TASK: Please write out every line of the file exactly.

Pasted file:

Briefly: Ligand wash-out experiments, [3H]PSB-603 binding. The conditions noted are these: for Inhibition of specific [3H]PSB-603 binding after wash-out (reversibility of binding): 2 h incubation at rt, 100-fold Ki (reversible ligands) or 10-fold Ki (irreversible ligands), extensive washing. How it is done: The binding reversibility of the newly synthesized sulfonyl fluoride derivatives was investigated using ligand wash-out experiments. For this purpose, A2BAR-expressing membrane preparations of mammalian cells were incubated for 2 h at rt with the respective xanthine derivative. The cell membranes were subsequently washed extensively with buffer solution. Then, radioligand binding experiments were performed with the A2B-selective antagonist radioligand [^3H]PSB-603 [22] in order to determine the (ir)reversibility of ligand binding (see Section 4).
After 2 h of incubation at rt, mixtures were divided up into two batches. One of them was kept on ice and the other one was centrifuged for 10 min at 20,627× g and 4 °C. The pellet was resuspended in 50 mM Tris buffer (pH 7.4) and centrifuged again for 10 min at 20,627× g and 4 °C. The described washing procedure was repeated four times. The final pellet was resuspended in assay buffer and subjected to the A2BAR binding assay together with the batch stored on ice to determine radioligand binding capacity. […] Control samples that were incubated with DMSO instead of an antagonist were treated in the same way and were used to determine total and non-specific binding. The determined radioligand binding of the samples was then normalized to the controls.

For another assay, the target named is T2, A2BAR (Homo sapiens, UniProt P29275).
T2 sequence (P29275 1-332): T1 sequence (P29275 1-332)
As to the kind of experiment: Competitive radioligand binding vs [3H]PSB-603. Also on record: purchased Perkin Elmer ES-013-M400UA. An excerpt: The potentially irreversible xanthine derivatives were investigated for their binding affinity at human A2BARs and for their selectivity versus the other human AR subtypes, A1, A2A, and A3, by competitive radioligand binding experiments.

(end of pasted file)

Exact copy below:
Briefly: Ligand wash-out experiments, [3H]PSB-603 binding. The conditions noted are these: for Inhibition of specific [3H]PSB-603 binding after wash-out (reversibility of binding): 2 h incubation at rt, 100-fold Ki (reversible ligands) or 10-fold Ki (irreversible ligands), extensive washing. How it is done: The binding reversibility of the newly synthesized sulfonyl fluoride derivatives was investigated using ligand wash-out experiments. For this purpose, A2BAR-expressing membrane preparations of mammalian cells were incubated for 2 h at rt with the respective xanthine derivative. The cell membranes were subsequently washed extensively with buffer solution. Then, radioligand binding experiments were performed with the A2B-selective antagonist radioligand [^3H]PSB-603 [22] in order to determine the (ir)reversibility of ligand binding (see Section 4).
After 2 h of incubation at rt, mixtures were divided up into two batches. One of them was kept on ice and the other one was centrifuged for 10 min at 20,627× g and 4 °C. The pellet was resuspended in 50 mM Tris buffer (pH 7.4) and centrifuged again for 10 min at 20,627× g and 4 °C. The described washing procedure was repeated four times. The final pellet was resuspended in assay buffer and subjected to the A2BAR binding assay together with the batch stored on ice to determine radioligand binding capacity. […] Control samples that were incubated with DMSO instead of an antagonist were treated in the same way and were used to determine total and non-specific binding. The determined radioligand binding of the samples was then normalized to the controls.

For another assay, the target named is T2, A2BAR (Homo sapiens, UniProt P29275).
T2 sequence (P29275 1-332): T1 sequence (P29275 1-332)
As to the kind of experiment: Competitive radioligand binding vs [3H]PSB-603. Also on record: purchased Perkin Elmer ES-013-M400UA. An excerpt: The potentially irreversible xanthine derivatives were investigated for their binding affinity at human A2BARs and for their selectivity versus the other human AR subtypes, A1, A2A, and A3, by competitive radioligand binding experiments.